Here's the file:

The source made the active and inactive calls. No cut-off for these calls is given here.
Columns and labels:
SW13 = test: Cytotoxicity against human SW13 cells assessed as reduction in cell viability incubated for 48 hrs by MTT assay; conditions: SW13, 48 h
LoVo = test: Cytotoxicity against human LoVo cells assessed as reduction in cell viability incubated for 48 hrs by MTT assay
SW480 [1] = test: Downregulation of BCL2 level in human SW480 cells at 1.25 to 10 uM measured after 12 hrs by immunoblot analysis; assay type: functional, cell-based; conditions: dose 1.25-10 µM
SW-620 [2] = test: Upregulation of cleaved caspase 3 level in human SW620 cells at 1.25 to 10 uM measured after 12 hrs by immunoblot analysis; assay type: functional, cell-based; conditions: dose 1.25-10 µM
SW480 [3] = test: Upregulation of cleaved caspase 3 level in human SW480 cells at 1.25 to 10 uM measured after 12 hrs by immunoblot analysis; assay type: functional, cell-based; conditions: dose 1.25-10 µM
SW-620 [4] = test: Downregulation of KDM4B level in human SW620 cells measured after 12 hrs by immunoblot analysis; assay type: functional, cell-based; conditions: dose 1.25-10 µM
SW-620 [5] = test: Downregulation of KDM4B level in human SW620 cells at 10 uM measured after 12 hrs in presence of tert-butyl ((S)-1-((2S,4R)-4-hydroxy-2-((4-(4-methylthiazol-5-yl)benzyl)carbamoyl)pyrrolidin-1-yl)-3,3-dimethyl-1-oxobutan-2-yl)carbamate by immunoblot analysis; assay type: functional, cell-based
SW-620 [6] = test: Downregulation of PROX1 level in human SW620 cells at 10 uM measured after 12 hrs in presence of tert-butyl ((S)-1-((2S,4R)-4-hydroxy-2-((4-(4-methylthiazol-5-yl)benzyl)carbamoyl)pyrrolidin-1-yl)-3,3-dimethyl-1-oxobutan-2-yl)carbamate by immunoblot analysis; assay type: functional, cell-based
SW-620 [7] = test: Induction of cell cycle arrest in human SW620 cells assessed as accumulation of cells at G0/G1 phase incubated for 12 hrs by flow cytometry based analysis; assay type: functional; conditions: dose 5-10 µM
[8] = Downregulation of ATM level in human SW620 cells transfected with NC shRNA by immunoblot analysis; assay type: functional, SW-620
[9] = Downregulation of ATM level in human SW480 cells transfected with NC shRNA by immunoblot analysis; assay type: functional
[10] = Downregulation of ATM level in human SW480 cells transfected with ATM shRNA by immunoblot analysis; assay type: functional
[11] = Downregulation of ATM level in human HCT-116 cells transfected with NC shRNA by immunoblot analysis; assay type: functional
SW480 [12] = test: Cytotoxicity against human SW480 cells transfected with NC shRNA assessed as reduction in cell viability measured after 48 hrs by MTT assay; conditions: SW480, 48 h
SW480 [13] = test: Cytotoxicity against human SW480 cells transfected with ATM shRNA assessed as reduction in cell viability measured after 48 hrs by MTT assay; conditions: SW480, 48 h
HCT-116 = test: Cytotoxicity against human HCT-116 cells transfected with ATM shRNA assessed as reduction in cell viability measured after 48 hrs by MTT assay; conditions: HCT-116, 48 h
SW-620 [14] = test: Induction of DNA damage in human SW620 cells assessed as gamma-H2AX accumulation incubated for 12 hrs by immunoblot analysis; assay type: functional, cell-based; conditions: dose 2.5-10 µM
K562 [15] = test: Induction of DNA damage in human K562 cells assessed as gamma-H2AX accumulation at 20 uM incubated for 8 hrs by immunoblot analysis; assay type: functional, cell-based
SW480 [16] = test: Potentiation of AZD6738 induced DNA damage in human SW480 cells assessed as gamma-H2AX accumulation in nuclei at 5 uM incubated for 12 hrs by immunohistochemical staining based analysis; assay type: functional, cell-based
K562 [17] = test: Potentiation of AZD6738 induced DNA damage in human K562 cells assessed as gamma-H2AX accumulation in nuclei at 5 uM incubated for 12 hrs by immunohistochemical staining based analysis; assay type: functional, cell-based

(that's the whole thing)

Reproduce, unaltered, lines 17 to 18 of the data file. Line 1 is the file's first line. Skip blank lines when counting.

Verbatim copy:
SW480 [13] = test: Cytotoxicity against human SW480 cells transfected with ATM shRNA assessed as reduction in cell viability measured after 48 hrs by MTT assay; conditions: SW480, 48 h
HCT-116 = test: Cytotoxicity against human HCT-116 cells transfected with ATM shRNA assessed as reduction in cell viability measured after 48 hrs by MTT assay; conditions: HCT-116, 48 h